Federal Trade Commission sweats peer-to-peer networks
The Federal Trade Commission (FTC) has notified nearly 100 organizations in the public and private sectors that sensitive information from their computer networks has been shared and is available on peer-to-peer (P2P) file-sharing networks, the commission announced on Feb. 22.
The FTC urged the organizations to review security practices to ensure that they comply with the law. The commission also recommended the organizations identify the people affected and consider whether to notify them that their information is available on P2P networks.
“Unfortunately, companies and institutions of all sizes are vulnerable to serious P2P-related breaches, placing consumers’ sensitive information at risk. For example, we found health-related information, financial records, and drivers’ license and social security numbers -- the kind of information that could lead to identity theft,” FTC Chairman Jon Leibowitz said in a statement.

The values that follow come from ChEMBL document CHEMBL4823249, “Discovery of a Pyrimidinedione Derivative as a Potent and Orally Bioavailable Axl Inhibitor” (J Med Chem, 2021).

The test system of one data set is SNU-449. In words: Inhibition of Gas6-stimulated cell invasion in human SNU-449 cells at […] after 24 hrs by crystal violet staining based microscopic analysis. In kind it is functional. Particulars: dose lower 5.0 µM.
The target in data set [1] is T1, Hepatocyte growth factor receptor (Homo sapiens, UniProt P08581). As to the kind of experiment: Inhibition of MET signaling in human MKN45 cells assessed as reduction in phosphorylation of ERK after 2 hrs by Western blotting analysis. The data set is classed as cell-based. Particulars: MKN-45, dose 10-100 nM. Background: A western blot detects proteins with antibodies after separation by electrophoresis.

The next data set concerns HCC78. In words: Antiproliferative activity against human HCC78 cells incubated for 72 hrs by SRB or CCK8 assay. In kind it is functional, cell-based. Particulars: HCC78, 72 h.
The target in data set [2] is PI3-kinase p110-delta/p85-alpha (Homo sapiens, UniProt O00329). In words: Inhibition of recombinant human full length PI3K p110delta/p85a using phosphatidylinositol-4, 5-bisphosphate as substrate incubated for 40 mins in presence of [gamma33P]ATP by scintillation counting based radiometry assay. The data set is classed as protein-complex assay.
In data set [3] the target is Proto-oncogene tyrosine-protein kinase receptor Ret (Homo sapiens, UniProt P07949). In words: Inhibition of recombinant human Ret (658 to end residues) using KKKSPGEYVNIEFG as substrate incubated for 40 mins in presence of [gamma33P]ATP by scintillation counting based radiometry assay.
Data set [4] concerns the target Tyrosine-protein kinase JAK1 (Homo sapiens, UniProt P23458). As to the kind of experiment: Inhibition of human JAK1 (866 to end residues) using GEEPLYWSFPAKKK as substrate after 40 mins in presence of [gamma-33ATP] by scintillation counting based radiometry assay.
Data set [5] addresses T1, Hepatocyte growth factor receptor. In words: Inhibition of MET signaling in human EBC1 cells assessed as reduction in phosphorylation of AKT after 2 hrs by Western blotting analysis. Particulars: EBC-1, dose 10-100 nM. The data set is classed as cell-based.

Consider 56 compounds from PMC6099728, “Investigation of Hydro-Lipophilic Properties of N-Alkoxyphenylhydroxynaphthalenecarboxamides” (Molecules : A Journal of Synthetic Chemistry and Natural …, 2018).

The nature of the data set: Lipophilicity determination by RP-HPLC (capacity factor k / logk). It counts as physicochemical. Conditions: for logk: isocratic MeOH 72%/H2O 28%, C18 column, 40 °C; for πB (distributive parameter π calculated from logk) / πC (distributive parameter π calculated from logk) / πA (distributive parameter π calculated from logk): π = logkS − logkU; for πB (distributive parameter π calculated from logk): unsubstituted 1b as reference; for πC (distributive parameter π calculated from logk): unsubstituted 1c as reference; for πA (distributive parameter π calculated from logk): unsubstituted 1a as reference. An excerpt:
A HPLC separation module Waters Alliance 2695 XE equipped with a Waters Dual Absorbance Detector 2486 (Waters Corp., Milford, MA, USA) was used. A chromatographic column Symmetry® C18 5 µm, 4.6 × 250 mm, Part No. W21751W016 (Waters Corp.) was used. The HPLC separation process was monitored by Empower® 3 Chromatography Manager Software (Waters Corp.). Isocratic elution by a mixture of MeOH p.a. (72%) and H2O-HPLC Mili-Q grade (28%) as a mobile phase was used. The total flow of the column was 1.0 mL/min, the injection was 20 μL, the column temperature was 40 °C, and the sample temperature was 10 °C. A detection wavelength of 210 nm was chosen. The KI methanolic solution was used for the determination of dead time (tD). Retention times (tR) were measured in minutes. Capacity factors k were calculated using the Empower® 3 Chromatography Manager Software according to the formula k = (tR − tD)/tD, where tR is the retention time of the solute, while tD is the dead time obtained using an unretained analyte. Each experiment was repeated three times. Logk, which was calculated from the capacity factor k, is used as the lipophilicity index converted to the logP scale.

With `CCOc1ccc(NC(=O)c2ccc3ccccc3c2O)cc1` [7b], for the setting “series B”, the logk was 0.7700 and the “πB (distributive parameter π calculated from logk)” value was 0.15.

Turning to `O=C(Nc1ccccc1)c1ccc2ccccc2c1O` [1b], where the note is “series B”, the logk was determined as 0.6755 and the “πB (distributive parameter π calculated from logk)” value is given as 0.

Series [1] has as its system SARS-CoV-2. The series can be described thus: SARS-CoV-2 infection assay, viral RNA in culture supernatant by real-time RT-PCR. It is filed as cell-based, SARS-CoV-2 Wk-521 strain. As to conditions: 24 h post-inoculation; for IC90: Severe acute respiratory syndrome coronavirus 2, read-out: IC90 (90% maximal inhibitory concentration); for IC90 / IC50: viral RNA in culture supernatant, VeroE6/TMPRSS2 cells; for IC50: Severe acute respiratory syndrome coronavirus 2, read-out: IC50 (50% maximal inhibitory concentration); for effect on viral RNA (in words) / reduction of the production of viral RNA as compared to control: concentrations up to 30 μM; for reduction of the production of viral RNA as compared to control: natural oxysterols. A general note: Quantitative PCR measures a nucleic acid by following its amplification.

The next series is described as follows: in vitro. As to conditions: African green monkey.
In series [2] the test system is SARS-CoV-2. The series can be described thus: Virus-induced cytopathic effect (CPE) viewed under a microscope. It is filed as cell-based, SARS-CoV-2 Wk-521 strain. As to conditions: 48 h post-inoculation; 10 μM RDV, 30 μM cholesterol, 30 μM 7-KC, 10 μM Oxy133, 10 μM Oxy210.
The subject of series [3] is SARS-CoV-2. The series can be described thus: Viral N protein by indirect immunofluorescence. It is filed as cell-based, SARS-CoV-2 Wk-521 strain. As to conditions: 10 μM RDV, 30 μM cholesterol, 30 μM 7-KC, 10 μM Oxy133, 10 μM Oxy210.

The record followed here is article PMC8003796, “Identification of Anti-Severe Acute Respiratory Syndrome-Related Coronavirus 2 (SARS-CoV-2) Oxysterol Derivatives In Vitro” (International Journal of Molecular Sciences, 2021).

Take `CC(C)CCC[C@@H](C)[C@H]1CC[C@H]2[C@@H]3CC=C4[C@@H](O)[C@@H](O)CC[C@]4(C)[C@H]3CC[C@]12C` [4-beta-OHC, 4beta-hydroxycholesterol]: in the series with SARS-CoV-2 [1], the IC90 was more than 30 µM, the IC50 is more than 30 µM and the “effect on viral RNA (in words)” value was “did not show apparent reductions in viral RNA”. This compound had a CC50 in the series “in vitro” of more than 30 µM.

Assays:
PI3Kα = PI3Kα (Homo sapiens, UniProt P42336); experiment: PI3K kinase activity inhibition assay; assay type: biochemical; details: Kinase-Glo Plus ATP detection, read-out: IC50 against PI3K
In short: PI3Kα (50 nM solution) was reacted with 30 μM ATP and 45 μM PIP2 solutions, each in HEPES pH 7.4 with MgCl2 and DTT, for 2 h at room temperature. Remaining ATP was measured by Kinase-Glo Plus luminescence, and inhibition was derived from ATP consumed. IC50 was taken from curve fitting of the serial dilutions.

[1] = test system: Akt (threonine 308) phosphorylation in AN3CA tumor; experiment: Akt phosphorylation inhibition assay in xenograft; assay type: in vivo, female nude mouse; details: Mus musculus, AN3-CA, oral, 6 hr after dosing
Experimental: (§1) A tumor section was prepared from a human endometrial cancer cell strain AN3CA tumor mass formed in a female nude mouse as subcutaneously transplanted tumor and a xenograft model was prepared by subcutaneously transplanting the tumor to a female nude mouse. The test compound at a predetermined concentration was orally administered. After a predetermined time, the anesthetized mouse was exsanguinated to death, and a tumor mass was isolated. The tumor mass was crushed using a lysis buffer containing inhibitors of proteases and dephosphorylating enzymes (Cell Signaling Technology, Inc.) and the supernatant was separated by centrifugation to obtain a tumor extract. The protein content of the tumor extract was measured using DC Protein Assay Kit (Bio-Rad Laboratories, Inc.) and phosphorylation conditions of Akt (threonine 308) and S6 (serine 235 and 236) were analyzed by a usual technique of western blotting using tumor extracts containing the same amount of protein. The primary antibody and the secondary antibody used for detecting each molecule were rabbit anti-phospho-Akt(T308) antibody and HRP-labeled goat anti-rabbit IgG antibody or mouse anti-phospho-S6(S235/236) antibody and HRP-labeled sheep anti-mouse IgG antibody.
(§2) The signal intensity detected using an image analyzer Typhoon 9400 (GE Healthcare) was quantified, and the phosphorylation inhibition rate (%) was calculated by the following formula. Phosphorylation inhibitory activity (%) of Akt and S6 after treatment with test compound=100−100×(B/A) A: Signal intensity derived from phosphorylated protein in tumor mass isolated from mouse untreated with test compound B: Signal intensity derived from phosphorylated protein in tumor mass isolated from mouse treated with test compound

Commercial P2P programs allow users to easily share videos, music and other data but have also been used to extract sensitive information from users' computers without the victims' knowledge.
On Capitol Hill last year, a confidential document that listed ongoing investigations of lawmakers’ activities made its way from the secretive House Ethics Committee into newspaper headlines. The document was inadvertently disclosed by a committee staffer who used P2P software while working from home.
One bill to prevent the inadvertent disclosure of information on a computer through P2P networks without prior consent passed the House last December. Meanwhile, government employees and contractors would generally be prohibited from installing or using open-network P2P file-sharing software on all federal computers, systems and networks under a separate bill that was introduced in the House last November.
Posted by Ben Bain on Feb 23, 2010 at 12:12 PM